25th Oct, 2020

'Audacious' fraudster tried to buy £8,000 worth of jewellery with counterfeit credit cards

A ‘CALCULATING and audacious fraudster’ used counterfeit credit cards to try to buy a bracelet and a necklace worth almost £8,000 from the Harrods store in London.

And after a judge refused to be taken in by her claim to have no other convictions, it was discovered that Chengjing Jiang had committed similar offences in Denmark and Austria.

Jiang – who is also known as Sunyang Wells, and has given two dates of birth, making her 52 or 66 – had pleaded guilty to two charges of fraud and four of having articles for use in fraud.

The fraudster, of Hermitage Road, Solihull, who had also admitted failing to surrender to custody after being granted bail, was jailed for 16 months when she appeared at Warwick Crown Court.

Prosecutor Rachel Pennington said that on January 2 2016 Jiang went to the Cartier counter at Harrods in Knightsbridge and expressed an interest in a bracelet costing £4,950.

She tried to pay with a Diner’s Club card, but that was declined, so she snatched it back from the sales assistant and offered a Gold Standard Visa card instead.

That was also declined, and the assistant suspected it was counterfeit because the card reader had given an option to pay in Bahrainian dinars.

Jiang, who claimed she had a business in Bahrain, said she had decided not to buy the bracelet, but the assistant alerted her manager and kept Jiang there by showing her a necklace.

Continuing her deception, Jiang suggested the bracelet would have taken her over her credit limit – and blatantly tried to buy the £2,810 necklace instead.

Again the transaction was declined, and when Jiang was arrested the two cards and an American Express card – one of which was in the name Sunyang Wells, in which name she was charged – and a young person’s rail card were all seized.

She admitted she had bought the cards for £100 each on the internet, and was granted bail – but failed to turn up at Knightsbridge magistrates’ court the following months.

A warrant was issued for her arrest, but was not finally executed until last month – because although she had been living at her address in Solihull throughout that time, she had denied any knowledge of Sunyang Wells when contacted there by the police.

When she first appeared at the crown court Jiang insisted she had no other convictions, but sceptical Judge Barry Berlin did not believe her and adjourned for further enquiries to be made.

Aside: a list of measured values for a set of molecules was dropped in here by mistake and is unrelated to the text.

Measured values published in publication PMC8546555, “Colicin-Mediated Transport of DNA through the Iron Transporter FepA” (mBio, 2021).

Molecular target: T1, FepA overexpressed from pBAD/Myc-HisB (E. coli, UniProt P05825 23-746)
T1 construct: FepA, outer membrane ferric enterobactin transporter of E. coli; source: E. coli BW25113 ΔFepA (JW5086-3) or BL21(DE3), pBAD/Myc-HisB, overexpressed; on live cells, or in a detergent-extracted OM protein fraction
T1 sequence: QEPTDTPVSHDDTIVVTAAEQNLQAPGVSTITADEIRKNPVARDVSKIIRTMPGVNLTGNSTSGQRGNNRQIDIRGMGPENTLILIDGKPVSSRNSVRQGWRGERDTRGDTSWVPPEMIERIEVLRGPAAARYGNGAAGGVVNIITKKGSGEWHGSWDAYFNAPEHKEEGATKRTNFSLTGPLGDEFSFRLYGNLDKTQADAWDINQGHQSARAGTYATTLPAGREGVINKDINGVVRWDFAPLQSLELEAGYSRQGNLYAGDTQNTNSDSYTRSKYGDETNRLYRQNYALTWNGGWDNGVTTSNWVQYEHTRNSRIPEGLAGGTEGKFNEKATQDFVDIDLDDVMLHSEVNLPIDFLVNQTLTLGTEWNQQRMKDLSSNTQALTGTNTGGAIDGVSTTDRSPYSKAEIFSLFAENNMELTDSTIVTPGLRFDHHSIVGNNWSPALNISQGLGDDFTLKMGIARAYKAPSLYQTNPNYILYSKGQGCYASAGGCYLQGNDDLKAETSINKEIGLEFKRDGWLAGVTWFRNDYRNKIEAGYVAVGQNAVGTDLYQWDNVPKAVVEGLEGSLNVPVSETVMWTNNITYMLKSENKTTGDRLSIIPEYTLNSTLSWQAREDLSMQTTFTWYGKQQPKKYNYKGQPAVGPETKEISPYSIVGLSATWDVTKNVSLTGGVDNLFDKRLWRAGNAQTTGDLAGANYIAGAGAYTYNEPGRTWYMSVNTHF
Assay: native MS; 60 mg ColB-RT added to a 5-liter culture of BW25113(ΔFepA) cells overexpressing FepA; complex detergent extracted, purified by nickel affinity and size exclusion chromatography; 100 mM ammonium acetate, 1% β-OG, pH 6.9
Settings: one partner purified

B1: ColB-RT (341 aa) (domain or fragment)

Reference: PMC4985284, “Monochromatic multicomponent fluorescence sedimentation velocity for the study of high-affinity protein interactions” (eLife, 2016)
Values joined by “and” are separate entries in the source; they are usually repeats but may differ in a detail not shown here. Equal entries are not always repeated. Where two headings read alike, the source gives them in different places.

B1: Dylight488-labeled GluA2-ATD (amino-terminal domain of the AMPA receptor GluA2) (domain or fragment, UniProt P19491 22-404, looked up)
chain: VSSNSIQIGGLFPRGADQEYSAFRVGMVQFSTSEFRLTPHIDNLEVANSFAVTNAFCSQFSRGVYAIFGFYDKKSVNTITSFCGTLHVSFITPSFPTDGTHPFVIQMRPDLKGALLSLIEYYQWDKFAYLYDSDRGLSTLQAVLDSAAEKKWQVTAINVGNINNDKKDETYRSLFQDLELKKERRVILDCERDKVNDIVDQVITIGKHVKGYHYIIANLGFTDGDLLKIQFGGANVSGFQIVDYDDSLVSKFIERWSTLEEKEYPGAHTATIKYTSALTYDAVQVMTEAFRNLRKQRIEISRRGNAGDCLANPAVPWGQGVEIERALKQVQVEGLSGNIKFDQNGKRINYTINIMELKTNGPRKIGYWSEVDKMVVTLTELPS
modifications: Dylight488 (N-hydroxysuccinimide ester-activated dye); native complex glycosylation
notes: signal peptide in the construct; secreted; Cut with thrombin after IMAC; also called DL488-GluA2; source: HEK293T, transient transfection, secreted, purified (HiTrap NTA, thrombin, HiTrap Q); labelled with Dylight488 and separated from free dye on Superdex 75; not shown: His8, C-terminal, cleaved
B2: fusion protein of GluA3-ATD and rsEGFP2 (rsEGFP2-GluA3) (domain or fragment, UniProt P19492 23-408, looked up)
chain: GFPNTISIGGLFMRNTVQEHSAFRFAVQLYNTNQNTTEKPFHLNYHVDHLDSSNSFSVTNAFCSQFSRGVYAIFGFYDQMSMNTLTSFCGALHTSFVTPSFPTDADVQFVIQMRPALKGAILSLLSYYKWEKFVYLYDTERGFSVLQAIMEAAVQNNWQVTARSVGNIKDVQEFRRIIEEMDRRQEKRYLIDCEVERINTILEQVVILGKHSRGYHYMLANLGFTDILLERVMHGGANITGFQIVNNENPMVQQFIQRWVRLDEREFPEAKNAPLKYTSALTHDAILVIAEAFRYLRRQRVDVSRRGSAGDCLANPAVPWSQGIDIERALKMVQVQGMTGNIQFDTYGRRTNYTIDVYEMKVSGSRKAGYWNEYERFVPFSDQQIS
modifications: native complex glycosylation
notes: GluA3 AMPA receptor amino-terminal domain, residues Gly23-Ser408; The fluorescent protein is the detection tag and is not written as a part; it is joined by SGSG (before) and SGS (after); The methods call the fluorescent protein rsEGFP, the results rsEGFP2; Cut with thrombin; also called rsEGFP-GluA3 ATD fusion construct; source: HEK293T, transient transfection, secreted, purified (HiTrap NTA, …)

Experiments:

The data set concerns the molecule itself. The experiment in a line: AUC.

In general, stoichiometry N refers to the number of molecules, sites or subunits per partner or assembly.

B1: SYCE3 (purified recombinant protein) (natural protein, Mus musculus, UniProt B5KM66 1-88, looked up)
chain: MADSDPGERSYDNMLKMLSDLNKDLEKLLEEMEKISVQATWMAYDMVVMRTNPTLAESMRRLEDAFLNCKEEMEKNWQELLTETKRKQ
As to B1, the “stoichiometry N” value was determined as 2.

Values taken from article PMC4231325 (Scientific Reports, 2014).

And at the resumed hearing Miss Pennington revealed that later in 2016 Jiang had been jailed for three months for a similar fraud in Denmark, and the following year she was given a suspended 18-month sentence in Austria for further frauds.

Derek Johashen, defending, said: “There appears to be one account in interview about how this offence came to be committed and what would appear to be an inconsistent account given to the probation service. The correct version is somewhere between the two.

“She purchased four cards on the internet. She knew they were fraudulent, and had second thoughts by the time she received them.

“But she appears to have been befriended by the man who had sent them to her, and she foolishly went along with a plan to go to the shop and attempt to use those cards.”

But Judge Berlin responded: “I heard a similar submission last time. I was not impressed then, and time has not improved the impression. The man, if he existed, and I doubt he did, makes no difference to the issue of her dishonesty.”

And jailing Jiang, the judge told her: “You are not a stupid woman, you have a master’s degree in business management. You are not the poor victim of a ruthless lover.

“In my opinion you are a calculating and audacious fraudster who, out of greed, looked for expensive items to swindle from a retailer.

“There is no doubt there was planning because you bought the cards with the deliberate intention of using them for fraud. This was premeditated.”

And of her repeated claims to have no other convictions, he added: “I am not dealing with you for attempting to pervert the course of justice. It does not, however, assist your mitigation to make false submissions to this court.”

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